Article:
Snow White: Breaking Away from Mother
The youngest heroine in this book, at least the youngest emotionally, is a girl who hasn’t yet completed her first transformation of consciousness: puberty, which eventually produces an independent sexual woman from a dependent child. Snow White’s body has begun to change by the time her story is under way—we know this from the violence of her stepmother’s reactions to her beauty—but her self-awareness hasn’t taken into account the biological upheaval starting to take place inside her.
Adolescence involves a break with the past, as well as a thrust toward the future. Without any choice, either too soon or too late to suit her, a girl loses the flat, lean body that she took for granted and finds that she has become a sexual creature, obscurely desired or threatened from all sides. At this stage, she must learn to see herself as separate from her background, her parents, and her home, with as few recriminations as possible toward those who made her what she is at present. She must picture a future different from the present, taking place against a background that she can’t visualize, in which she will answer to another name. Possibility opens up in front of her, dazzling her with its prospects, but at the same time she finds herself stripped of the protection she has taken for granted until now. Liberation is always a loss as well as a gain.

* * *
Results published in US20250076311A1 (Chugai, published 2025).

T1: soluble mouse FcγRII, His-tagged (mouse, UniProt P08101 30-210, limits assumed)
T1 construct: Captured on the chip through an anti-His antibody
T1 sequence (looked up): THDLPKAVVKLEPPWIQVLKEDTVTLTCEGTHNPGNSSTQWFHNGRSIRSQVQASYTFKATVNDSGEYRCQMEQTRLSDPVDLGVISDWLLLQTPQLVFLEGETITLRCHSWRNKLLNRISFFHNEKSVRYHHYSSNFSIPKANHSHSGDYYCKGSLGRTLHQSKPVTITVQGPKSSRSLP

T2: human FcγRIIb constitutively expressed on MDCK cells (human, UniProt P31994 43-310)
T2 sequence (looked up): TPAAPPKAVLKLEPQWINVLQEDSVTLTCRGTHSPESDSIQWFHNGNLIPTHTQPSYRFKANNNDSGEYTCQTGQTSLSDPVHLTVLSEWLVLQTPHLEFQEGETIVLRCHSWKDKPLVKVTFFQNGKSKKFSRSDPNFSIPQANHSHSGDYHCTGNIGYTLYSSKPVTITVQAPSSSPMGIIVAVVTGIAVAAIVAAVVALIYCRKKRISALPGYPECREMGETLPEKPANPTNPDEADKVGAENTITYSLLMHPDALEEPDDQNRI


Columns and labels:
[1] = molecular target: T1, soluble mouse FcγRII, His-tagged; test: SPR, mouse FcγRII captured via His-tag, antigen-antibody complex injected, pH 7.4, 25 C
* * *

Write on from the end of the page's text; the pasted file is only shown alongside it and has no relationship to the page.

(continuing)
How, and when, do women get to know themselves as self-willed sexual beings, distinct from their families? By looking in a mirror, especially during adolescence, which is not at all the way a boy learns to know himself. Teenage girls peer into mirrors all day long to find out how others see them, what impact they’re going to have on the world around them, what can be improved or projected better or awaited, and what can only be deplored—critiques in the mirror’s voice that change from hour to hour. (“Flat,” says the mirror. “Still flat. You’ll never get a man, not with those goose bumps you call breasts. Why don’t you rethink your hair? Some streaks—that might be good. Or a French braid. And don’t stand like a Girl Scout at flag-raising. You want to smolder. . . . That’s better. You know what? You’ve got potential, girl. Your day is coming.”)
This isn’t the time-wasting obsession that adults think it is. Like it or not, an adolescent girl recognizes that she’s an object as well as a subject, a soul encased in a carcass that’s the material she was given to work with in order to attract a mate and advance nature’s program of making a mother of her.
At any age, can a woman stand in front of a mirror for more than thirty seconds and acknowledge herself simply as an object in space, without correcting her appearance in some way—running her fingers through her hair or wiping the corners of her lips—while making some silent comment about her looks, more often than not unfavorable?